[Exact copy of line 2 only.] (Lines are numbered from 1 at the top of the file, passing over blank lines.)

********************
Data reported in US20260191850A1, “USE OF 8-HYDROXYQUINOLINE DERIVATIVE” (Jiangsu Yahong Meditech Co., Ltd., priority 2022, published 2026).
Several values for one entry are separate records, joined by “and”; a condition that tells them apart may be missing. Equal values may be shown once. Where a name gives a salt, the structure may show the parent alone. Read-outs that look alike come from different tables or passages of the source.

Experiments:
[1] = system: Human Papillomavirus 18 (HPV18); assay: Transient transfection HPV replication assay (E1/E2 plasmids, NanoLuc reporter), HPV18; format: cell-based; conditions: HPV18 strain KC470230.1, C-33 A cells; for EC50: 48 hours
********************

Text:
Several values for one entry are separate records, joined by “and”; a condition that tells them apart may be missing. Equal values may be shown once. Where a name gives a salt, the structure may show the parent alone. Read-outs that look alike come from different tables or passages of the source.